Humans are frighteningly rational once they've selected their goals. They know exactly how to get what they want, be it drama or attention or destruction. The selection of those goals is also rational, but it depends on one's understanding of his role in the universe. As he sees himself as a part of a whole, his understanding changes and his goals change too.
Yes, we instinctively choose the shortest distance between two points. It doesn't matter whether we are out walking or implementing eugenics.
So the secret to life is to choose our two points carefully.
I think that for the most part humans are rationalising rather than rational, they find reasons after the fact, construct stories about themselves and others which are kind of personal narrations based on their inner dialogue.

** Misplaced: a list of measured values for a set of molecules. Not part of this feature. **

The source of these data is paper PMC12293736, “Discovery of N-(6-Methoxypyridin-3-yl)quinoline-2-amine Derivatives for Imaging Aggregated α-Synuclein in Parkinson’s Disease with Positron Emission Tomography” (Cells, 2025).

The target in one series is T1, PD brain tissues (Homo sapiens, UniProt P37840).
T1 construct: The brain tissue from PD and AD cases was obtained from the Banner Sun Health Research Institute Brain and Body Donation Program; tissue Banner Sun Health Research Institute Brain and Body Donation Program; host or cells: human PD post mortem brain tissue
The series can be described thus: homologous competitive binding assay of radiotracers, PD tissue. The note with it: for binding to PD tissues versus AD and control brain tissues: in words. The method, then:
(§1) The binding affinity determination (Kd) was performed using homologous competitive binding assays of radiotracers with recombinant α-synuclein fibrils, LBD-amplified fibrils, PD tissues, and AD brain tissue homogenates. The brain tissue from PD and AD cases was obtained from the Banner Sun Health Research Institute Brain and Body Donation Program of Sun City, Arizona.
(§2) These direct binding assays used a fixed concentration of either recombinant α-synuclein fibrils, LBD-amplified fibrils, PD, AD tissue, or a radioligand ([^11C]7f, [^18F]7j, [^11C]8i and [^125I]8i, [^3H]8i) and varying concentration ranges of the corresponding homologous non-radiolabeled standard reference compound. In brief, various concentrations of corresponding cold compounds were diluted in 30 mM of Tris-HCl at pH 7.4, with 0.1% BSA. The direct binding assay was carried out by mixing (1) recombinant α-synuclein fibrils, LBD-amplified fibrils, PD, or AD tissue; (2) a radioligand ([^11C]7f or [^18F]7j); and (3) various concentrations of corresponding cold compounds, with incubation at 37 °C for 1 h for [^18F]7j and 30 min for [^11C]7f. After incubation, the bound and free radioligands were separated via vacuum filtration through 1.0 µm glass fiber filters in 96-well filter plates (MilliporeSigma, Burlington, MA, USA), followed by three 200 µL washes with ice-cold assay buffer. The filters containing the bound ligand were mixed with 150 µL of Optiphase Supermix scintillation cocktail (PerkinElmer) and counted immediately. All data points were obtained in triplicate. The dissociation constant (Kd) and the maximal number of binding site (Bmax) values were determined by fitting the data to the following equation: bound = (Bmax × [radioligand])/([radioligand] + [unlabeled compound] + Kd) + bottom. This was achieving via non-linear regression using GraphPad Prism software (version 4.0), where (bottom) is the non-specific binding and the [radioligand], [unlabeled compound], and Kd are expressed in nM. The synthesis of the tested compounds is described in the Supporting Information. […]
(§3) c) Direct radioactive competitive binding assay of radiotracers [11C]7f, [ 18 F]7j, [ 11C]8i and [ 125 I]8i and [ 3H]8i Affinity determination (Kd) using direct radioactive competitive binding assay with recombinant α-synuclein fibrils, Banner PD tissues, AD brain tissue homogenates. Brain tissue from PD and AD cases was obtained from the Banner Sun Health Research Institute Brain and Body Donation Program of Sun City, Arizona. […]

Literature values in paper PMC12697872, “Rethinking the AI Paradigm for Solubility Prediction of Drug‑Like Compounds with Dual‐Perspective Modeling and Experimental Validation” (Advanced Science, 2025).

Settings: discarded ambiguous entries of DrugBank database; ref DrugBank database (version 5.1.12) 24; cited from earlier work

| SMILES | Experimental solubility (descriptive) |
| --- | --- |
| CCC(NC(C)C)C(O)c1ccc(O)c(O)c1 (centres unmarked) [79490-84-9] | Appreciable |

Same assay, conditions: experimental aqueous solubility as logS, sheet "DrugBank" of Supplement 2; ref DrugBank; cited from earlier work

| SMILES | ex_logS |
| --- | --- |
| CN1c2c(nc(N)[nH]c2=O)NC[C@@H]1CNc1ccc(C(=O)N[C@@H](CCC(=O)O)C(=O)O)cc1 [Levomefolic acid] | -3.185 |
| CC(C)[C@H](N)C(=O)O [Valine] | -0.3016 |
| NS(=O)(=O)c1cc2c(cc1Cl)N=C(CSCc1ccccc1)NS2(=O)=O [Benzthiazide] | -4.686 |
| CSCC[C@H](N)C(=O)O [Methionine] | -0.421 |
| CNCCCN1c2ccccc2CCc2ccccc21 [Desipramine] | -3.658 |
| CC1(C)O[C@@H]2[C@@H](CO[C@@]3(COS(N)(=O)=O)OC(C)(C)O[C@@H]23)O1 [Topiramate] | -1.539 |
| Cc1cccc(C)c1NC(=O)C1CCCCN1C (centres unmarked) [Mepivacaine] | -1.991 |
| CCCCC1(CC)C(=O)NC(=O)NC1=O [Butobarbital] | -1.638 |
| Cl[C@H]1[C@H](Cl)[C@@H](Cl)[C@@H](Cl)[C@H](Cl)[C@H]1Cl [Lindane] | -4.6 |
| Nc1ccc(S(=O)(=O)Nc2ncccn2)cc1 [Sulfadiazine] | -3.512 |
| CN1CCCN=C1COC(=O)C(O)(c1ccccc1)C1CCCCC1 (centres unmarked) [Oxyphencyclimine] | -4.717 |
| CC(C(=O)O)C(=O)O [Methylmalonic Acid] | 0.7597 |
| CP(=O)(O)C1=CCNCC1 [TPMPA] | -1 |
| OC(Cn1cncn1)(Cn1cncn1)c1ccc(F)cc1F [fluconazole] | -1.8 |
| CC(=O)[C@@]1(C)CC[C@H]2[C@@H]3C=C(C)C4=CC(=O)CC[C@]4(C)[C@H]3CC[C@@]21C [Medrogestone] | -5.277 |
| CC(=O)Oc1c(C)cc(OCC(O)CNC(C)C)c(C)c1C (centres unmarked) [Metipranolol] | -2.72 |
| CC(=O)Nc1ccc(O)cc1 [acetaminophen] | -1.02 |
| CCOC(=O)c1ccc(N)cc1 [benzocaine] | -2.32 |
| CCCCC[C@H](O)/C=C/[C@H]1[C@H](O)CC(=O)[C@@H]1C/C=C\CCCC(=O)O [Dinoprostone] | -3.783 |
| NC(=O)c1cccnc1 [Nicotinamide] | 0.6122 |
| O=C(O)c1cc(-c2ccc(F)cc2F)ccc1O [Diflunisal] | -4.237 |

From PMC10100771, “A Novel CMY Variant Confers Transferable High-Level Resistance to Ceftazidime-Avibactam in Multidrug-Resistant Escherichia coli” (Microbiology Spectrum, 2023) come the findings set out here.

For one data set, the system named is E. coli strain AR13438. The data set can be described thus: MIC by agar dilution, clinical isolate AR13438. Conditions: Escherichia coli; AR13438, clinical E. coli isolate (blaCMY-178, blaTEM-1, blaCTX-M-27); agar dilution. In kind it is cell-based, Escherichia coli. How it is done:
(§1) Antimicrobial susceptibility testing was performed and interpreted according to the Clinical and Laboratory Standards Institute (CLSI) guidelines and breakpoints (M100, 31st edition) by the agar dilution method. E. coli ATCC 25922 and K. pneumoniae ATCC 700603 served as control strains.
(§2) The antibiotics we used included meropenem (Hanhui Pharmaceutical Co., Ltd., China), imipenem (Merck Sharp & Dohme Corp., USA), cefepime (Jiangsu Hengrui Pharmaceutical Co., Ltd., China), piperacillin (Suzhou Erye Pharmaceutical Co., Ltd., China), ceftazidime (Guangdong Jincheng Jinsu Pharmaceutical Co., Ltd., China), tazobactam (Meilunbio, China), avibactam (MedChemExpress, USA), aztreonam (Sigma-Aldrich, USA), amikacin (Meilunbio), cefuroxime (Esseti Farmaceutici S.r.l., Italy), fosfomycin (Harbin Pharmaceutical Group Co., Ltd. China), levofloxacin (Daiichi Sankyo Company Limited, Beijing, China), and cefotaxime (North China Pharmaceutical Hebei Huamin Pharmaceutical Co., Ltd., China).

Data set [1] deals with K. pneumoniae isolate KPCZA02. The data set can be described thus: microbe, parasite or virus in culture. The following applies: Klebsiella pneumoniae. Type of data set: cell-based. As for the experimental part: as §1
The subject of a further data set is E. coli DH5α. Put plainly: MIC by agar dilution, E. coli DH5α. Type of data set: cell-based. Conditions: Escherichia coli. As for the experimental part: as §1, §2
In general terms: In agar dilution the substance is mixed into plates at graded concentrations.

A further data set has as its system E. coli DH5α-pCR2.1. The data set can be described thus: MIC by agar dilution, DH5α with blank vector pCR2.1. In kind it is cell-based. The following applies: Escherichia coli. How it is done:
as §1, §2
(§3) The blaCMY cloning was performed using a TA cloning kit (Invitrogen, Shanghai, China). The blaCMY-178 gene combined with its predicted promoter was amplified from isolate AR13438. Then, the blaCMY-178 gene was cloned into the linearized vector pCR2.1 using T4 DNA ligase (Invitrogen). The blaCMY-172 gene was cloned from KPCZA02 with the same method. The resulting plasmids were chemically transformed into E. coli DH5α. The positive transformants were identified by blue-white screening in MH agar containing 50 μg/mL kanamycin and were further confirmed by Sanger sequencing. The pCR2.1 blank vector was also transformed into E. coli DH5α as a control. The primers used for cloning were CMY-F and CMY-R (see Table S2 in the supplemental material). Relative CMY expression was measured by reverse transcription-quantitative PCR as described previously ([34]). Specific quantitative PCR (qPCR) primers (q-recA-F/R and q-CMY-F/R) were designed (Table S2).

There's a Robert Heinlein quote that I remember about humans being rationalising rather than rational.
This was my first thought when I read the title of this thread.
"Man is not a rational animal, he is a rationalizing animal." - Heinlein
It seems like we spend a great deal of time trying to discover the important things. In reality, we are frequently just gaining more understanding of why we do the things we do...because of human nature. In the absence of actually gaining more understanding, we make something up that is serviceably in line with our nature, like religion.
"You will always be fond of me. I represent to you all the sins you never had the courage to commit."
Reason is, and ought only to be the slave of the passions, and can never pretend to any other office
than to serve and obey them. - David Hume
I think that deep down, all humans are rational. Our incredible complexities help obscure the axioms on which those rationalities are based, and a lot of people make the mistake of applying their personal rationalities to other people.